Friday, April 6, 2007

Recovery Manager: 04 executing commands from shell scripts

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First of all... what is a shell ?
A shell is a command interpreter: when you issue commands to the Unix operating system they are translated into a form the kernel (a software layer able to communicate with the hardware layer to complete tasks such as writing to disk or using a printer) can understand and returns the results to you.
Users direct the operation of the computer by entering command input as text for a shell to execute.

In the Unix operating system there are available many types of shell, but they work fundamentally in the same ways. Since in the Unix operating system users can select which shell they want to use (which program should execute when they login), many shells have been developed:
  • sh: The Bourne shell, written by Steven Bourne. It is the original UNIX shell.The Bourne shell was the shell used in early versions of Unix and became a de facto standard; every Unix-like system has at least one shell compatible with the Bourne shell. The Bourne shell program is located in the UNIX file hierarchy at /bin/sh
  • csh: The C shell, a Unix shell developed by Bill Joy for the BSD Unix system, uses syntax similar to the C programming language. The C shell added many feature improvements over the Bourne shell, such as aliases and command history.
  • ksh: The Korn shell, a Unix shell developed by David Korn, is considered a superset of the Bourne shell. The main advantage of ksh over the traditional Unix shell is in its use as a programming language. Since its conception, several features were gradually added, while maintaining strong backwards compatibility with the Bourne shell.
  • bash: The Bourne Again Shell is the Linux default shell which includes features of the Bourne shell as well as the Korn, C, and TCSH shells.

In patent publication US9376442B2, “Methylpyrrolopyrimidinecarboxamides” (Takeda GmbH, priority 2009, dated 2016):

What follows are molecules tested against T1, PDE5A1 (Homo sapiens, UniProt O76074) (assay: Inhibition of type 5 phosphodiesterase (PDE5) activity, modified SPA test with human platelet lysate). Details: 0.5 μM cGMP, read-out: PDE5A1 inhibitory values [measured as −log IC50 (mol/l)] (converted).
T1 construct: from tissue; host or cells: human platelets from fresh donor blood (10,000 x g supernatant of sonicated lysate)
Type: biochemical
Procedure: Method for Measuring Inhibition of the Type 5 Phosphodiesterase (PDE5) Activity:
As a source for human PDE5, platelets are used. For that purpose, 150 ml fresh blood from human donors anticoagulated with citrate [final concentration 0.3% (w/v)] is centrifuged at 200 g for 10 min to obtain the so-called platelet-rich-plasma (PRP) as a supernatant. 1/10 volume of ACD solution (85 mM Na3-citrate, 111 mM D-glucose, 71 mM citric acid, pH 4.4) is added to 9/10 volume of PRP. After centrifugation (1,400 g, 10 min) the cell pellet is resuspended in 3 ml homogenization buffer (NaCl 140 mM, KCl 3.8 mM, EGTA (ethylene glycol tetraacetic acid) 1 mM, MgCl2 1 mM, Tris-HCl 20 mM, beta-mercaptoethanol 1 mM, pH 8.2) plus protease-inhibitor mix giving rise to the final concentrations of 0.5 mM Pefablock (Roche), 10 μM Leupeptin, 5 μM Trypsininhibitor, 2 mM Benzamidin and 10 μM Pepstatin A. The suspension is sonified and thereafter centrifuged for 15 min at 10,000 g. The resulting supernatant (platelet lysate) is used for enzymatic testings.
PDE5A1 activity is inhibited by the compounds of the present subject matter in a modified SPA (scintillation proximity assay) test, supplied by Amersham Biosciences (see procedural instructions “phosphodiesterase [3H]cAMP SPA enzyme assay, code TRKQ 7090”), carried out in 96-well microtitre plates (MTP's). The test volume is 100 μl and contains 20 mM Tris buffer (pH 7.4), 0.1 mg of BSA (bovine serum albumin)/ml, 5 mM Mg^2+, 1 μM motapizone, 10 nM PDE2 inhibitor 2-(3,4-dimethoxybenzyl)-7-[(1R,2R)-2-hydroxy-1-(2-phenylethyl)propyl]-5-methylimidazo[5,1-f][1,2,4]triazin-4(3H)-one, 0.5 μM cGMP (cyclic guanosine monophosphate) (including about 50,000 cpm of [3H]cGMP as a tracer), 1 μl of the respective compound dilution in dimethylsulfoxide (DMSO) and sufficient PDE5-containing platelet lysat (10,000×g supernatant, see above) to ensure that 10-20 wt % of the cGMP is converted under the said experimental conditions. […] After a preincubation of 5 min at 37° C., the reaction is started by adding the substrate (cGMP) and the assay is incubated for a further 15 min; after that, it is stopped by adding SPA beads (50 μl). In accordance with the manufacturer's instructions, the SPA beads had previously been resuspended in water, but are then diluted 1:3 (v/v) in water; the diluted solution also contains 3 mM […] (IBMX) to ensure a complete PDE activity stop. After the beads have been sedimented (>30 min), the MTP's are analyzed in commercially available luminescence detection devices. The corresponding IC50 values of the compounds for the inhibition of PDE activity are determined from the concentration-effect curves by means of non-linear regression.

It is possible to invoke any available shell from within another shell. To start a new shell, you
simply type the name of the shell you want to run, ksh, csh, or sh. It is also possible to set the default startup shell for all your future sessions. The default shell for your account is stored in the system database /etc/passwd, along with the other information about your account. To change your default shell, use the chsh command.

And now... what is a shell script ?
A shell script is simply a file containing a set of commands. The shell script looks just like any regular UNIX file, but it contains commands or conditional (if-then, while-do, until-do) statements that can be executed by the shell.

Now... let's go to analyse the following Rman shell script:
The EOF text strings act as markers that tell Unix that any commands between the EOFs are commands associated with the command to the immediate left... in our case... the rman command.
If RMAN encounters an error, it returns a nonzero exit code that is evaluated within the shell script.

#!/bin/ksh
#----------------------------------------------
export TARGET_CONN=sys/oracle
#----------------------------------------------
rman <<EOF

# Connect to the target and the catalog
connect target ${TARGET_CONN}
# Run the backup command.
run { allocate channel d1 type disk;
backup as compressed backupset datafile 4; }
EOF

#Test for success of RMAN operation
if [ $? -ne 0 ];
then
echo "RMAN shell script completed with problems..."
else
echo "RMAN shell script successful completed..."
fi
#----------------------------------------------
exit



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